Longtime New Yorker film critic Richard Brody, who has attended multiple Maryland Film Festivals, had some high praise for this year’s edition in the new Parkway Theatre – and it wasn’t just because of the luxurious new digs.
Brody writes in a review running in this week’s magazine that he enjoyed the “majestic” renovated space plenty, but note that “a festival is made not by its theatre but by its movies.”
His opinion: “This year’s schedule was a cornucopia unmatched in my previous years of attendance—one that reflects major shifts in the world of independent filmmaking.”
He spotlighted “Werewolf,” Angie McKenzie’s documentary about a drug-addicted couple in Nova Scotia’s Cape Breton Island, and “Sylvio,” Kentucker Audley’s sparsely budgeted work about a bill collector and aspiring performer in Baltimore who wears a gorilla suit most of the time.
The two films are examples of a “generation shift” from filmmakers in their thirties who have grown and are now “are taking their place in the business” of indie filmmaking, Brody wrote. He shouted out Baltimore’s own Matt Porterfield as a member of said generation.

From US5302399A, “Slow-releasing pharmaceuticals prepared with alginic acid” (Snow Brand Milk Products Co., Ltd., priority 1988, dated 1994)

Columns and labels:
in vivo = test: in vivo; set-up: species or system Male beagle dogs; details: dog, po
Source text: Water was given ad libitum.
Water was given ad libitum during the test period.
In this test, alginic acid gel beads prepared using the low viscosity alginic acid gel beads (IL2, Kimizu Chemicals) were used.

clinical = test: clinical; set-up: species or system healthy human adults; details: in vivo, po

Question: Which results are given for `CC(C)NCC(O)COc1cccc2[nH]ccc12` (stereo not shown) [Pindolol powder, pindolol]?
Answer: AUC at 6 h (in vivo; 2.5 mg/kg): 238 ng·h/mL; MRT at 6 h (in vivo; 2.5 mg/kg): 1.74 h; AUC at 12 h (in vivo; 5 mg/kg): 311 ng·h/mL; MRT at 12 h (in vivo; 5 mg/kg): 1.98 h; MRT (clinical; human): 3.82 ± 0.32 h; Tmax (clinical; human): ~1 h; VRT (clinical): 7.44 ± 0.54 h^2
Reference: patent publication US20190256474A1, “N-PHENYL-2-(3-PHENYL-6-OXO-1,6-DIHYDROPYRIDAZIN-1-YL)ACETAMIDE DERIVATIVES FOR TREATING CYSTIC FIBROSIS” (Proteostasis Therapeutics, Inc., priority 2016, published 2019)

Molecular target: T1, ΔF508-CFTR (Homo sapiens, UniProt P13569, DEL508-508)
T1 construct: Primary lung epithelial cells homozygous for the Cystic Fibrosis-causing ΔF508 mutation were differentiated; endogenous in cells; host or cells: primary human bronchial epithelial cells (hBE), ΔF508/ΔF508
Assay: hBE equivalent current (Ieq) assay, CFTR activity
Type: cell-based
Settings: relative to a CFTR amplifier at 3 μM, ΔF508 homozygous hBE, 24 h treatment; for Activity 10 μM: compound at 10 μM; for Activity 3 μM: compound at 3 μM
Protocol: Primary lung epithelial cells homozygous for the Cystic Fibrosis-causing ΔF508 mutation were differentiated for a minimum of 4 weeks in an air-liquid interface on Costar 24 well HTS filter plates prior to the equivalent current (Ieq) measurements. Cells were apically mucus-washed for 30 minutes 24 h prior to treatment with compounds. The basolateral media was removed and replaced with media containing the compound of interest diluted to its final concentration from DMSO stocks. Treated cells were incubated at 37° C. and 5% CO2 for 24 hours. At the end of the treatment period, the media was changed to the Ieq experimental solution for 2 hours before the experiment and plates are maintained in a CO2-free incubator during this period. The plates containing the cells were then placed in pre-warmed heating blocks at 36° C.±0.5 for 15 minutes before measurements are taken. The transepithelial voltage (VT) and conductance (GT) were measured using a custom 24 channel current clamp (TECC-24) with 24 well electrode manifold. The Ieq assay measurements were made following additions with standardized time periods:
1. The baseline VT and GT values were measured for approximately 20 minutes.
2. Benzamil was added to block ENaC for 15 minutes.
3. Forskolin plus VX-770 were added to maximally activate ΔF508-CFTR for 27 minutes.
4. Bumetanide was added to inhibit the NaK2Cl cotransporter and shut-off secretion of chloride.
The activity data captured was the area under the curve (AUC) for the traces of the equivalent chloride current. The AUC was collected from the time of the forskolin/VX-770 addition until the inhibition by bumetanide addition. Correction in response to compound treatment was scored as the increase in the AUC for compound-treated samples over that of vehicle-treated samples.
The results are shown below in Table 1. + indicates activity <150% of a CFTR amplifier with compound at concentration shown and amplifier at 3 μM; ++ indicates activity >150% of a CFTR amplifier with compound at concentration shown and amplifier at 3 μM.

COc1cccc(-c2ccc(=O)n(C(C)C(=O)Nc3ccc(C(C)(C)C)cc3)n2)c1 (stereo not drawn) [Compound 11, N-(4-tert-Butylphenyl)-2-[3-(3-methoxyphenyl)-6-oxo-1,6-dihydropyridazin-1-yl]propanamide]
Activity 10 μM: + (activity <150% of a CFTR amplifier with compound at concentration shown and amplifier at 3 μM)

In his review, he noted indie film benefitted over the last decade or so from advents like YouTube and a trove of easily accessible classic movies for filmmakers to dig through for inspiration. The biggest danger today, he wrote, is a potential regression in quality by filmmakers with “the craving for an artificial normalcy.”
But the Maryland Film Festival appeased his worry. “The best films that I saw at Maryland suggest that the danger is, for the moment, being held at bay,” Brody wrote.
It’s hard to say whether the highbrow magazine’s critic caught all, most or just a couple works during his time in Baltimore last week — though he likely did his research. If he was lucky, he got to see some other gems from Charm City directors, such as Theo Anthony’s buzzing “Rat Film” about rodents and race relations in Charm City, and Morgan State professor David Wilson’s “Tell Them We Are Rising,” concerning the troubled history and ongoing struggle of America’s historically black colleges and universities.